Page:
Hancock’s tech transformation has animals, staff in mind

Article by Shan Goodwin courtesy of Queensland Country life

 

THE technology transformation and infrastructure rollout taking place across the 34 cattle properties now in the Hancock Agriculture portfolio is as much about leading the way in animal and worker well being as it is about delivering efficiencies.

From the day of acquisition of each station, Hancock’s Gina Rinehart has expected an allowance be set aside for animal welfare investments.

So far that investment is running in the millions.

Hancock Prospecting pioneered the Australian iron ore industry and much of the learning involved in that sort of trailblazing is now being lent to its agriculture division.

Personal emergency locator devices so staff can immediately advise if they are in trouble and require assistance are also being rolled out.

“The benefit of drones are that they allow us to monitor real time such things as bores, fences and animal welfare from the homestead reducing the risk staff face by having to drive or fly around large properties to perform daily checks with most occasions identifying no issues,” Mr Larkin said.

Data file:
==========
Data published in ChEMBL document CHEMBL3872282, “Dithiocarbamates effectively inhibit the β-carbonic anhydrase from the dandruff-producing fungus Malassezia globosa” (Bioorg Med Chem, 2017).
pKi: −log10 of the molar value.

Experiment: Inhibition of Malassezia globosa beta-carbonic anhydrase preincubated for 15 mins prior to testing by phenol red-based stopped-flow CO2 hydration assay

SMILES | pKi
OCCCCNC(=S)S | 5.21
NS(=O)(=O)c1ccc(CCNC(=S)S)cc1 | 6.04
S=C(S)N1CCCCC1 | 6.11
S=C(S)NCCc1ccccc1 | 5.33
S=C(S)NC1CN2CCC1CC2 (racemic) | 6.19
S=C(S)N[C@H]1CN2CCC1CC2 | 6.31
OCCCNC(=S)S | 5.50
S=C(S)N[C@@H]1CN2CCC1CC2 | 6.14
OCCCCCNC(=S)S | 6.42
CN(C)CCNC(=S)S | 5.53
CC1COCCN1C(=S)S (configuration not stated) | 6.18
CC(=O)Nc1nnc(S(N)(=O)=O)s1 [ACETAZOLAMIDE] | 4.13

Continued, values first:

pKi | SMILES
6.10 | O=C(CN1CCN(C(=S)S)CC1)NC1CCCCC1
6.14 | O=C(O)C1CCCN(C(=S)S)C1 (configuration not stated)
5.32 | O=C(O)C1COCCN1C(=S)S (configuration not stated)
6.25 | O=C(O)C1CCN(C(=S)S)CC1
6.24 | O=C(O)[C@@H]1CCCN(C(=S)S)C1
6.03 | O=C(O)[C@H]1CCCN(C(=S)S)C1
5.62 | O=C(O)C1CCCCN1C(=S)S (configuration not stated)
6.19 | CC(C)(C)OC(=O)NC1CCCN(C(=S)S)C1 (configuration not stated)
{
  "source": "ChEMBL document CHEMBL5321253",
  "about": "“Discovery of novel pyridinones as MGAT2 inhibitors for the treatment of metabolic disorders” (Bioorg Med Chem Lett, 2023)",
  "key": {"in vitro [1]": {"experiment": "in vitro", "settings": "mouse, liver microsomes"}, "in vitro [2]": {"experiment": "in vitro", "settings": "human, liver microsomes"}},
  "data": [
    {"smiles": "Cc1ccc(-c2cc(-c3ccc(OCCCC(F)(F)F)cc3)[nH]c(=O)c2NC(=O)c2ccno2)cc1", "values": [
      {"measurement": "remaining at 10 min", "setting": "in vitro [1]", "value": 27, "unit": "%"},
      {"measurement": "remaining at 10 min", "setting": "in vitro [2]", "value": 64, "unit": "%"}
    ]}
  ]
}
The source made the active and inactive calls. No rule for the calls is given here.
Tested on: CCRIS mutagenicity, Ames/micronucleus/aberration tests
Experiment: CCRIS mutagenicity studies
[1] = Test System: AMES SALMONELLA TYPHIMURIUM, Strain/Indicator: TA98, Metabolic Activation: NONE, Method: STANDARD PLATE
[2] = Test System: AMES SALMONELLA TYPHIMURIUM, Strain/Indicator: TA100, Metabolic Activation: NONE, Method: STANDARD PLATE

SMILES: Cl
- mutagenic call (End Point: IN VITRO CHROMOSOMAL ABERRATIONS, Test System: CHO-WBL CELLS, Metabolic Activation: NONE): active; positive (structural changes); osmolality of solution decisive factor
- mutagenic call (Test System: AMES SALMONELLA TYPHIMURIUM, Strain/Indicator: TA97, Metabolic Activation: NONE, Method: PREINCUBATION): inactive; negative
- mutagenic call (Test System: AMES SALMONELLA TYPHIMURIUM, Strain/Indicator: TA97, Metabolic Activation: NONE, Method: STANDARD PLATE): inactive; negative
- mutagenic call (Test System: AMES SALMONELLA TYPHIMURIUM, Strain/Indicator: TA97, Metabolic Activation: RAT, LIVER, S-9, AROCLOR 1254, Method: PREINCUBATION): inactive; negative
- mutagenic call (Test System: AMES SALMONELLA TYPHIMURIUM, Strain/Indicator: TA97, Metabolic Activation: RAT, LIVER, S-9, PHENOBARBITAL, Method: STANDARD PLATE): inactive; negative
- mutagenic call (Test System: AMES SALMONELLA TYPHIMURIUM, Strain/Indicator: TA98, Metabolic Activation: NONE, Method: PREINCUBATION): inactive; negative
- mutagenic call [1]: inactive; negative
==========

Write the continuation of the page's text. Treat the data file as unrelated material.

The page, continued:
“Drones mean greater efficiency in costs along with higher levels of safety for staff. It’s a win-win.”

A key part of Hancock’s approach in driving a focus on staff safety and animal welfare is to create a more sustainable workplace but also to roll out as much technological advancement as possible so that staff can live in a regional and remote environment with more urban, modern conveniences.

Some of these investments include satellite telecommunications, UHF connections across pastoral estates, and wifi through homesteads and staff work and home environments.

Marketing strategy

As Hancock acquires properties, its beef marketing strategy is being recalibrated.

The move is away from a heavy focus on live exports and sales at local yards to a diversification strategy with a stronger focus on domestic processing.

This is unfolding on three levels. The first is boxed beef through a custom processing arrangement for the brands 2GR fullblood Wagyu and S Kidman 100 per cent Santa Gertrudis beef. These brands are now available at selected Australian restaurants.

The second is sales through yards to processors where products can end up in the domestic or international markets and the third is the live export market through Darwin and Broome.

While the herd size is expected to soon grow to well above 400,000 head, Hancock’s managers say capacity is relevant to market conditions.

“Our portfolio of properties is diversified across different geographical areas of Australia which continuously present different climatic conditions,” Mr Larkin explained.

“The diversification strategy allows us to move cattle to different properties as required climatically, whether that be for joining, breeding, fattening or any other requirement.

“We see capacity as a variable to the allowable conditions the weather presents in any given season.”

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